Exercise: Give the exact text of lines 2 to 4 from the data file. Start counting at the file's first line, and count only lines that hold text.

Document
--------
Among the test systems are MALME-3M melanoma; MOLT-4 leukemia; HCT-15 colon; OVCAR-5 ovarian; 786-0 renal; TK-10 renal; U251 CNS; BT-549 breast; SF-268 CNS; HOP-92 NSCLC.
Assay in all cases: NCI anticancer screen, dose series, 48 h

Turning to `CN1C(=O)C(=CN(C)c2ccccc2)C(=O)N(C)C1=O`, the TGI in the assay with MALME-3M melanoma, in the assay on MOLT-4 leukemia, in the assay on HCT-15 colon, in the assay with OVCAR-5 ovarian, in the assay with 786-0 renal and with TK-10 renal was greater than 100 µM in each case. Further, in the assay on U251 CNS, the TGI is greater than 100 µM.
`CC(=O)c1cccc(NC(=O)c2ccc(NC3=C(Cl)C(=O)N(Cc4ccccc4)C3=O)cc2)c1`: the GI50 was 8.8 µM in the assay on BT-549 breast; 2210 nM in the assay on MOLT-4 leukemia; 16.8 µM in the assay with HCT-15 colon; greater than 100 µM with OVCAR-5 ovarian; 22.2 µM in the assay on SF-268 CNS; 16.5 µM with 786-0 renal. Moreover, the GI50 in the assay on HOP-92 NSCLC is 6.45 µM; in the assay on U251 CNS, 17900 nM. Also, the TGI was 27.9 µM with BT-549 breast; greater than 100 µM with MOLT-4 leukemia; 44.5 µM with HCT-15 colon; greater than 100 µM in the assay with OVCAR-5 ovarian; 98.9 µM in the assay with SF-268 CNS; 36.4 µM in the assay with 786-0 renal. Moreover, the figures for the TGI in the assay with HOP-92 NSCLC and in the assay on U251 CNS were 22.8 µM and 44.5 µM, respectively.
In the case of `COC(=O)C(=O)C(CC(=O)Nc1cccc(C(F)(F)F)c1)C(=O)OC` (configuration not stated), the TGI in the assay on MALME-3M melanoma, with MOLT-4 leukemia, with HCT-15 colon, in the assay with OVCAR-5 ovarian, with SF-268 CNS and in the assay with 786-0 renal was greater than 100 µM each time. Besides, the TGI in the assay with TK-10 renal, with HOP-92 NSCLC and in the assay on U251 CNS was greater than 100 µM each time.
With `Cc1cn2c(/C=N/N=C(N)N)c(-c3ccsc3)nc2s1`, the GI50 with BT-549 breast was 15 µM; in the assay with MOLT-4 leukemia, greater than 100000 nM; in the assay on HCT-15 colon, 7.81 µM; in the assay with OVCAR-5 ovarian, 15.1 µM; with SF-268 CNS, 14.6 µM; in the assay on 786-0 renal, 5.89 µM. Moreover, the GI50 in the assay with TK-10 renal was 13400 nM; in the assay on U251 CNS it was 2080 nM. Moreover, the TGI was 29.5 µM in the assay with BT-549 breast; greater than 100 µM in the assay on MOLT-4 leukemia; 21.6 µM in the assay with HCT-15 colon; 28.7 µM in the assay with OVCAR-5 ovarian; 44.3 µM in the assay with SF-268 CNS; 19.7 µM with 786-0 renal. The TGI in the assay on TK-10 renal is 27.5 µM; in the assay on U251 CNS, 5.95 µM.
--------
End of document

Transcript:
Assay in all cases: NCI anticancer screen, dose series, 48 h

Turning to `CN1C(=O)C(=CN(C)c2ccccc2)C(=O)N(C)C1=O`, the TGI in the assay with MALME-3M melanoma, in the assay on MOLT-4 leukemia, in the assay on HCT-15 colon, in the assay with OVCAR-5 ovarian, in the assay with 786-0 renal and with TK-10 renal was greater than 100 µM in each case. Further, in the assay on U251 CNS, the TGI is greater than 100 µM.
`CC(=O)c1cccc(NC(=O)c2ccc(NC3=C(Cl)C(=O)N(Cc4ccccc4)C3=O)cc2)c1`: the GI50 was 8.8 µM in the assay on BT-549 breast; 2210 nM in the assay on MOLT-4 leukemia; 16.8 µM in the assay with HCT-15 colon; greater than 100 µM with OVCAR-5 ovarian; 22.2 µM in the assay on SF-268 CNS; 16.5 µM with 786-0 renal. Moreover, the GI50 in the assay on HOP-92 NSCLC is 6.45 µM; in the assay on U251 CNS, 17900 nM. Also, the TGI was 27.9 µM with BT-549 breast; greater than 100 µM with MOLT-4 leukemia; 44.5 µM with HCT-15 colon; greater than 100 µM in the assay with OVCAR-5 ovarian; 98.9 µM in the assay with SF-268 CNS; 36.4 µM in the assay with 786-0 renal. Moreover, the figures for the TGI in the assay with HOP-92 NSCLC and in the assay on U251 CNS were 22.8 µM and 44.5 µM, respectively.